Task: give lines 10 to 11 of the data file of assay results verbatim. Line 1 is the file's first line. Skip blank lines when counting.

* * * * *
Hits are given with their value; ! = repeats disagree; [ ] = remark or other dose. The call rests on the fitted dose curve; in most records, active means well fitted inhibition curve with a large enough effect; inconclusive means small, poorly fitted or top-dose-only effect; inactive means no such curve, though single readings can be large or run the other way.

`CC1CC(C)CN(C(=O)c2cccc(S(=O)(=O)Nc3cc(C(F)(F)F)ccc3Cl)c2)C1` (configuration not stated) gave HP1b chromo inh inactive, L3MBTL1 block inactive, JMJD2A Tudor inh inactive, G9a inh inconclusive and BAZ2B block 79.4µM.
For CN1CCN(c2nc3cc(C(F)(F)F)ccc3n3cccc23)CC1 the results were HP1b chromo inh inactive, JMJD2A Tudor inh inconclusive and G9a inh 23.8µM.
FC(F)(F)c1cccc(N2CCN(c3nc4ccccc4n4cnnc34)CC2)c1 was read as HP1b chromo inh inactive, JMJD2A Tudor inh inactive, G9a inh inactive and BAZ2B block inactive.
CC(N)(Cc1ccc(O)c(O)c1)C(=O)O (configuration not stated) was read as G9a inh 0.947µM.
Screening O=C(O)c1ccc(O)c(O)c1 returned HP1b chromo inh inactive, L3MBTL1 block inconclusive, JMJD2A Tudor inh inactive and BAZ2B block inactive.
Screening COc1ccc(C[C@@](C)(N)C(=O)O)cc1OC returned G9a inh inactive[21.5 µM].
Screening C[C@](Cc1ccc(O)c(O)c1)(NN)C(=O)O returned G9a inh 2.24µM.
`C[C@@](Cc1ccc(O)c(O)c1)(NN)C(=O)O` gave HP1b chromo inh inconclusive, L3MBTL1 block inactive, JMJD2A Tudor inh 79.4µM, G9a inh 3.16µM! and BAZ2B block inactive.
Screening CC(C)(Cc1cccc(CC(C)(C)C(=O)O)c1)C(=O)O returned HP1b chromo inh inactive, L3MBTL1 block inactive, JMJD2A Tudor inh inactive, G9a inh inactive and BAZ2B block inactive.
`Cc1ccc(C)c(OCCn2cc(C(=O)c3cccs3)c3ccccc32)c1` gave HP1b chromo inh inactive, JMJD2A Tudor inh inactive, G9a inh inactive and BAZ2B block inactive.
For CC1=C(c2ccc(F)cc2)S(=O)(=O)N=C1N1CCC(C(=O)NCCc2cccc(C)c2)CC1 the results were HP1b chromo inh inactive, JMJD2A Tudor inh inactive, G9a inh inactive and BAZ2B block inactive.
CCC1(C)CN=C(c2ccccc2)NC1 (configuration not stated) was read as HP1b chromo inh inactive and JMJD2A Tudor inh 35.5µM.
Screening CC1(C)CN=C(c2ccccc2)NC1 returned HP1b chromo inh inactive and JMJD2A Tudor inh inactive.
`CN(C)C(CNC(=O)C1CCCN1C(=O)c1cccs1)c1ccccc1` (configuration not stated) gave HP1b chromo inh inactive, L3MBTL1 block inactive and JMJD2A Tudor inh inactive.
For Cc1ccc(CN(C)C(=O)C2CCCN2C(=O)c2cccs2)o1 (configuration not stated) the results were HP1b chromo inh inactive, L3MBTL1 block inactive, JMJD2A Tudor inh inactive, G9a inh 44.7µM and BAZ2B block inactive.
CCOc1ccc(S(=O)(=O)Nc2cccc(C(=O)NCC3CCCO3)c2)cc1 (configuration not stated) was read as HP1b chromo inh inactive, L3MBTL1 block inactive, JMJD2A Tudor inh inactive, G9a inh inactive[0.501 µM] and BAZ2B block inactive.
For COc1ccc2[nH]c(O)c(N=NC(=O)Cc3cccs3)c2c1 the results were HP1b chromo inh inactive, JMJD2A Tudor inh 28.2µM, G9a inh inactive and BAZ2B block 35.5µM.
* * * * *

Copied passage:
Screening CC(C)(Cc1cccc(CC(C)(C)C(=O)O)c1)C(=O)O returned HP1b chromo inh inactive, L3MBTL1 block inactive, JMJD2A Tudor inh inactive, G9a inh inactive and BAZ2B block inactive.
`Cc1ccc(C)c(OCCn2cc(C(=O)c3cccs3)c3ccccc32)c1` gave HP1b chromo inh inactive, JMJD2A Tudor inh inactive, G9a inh inactive and BAZ2B block inactive.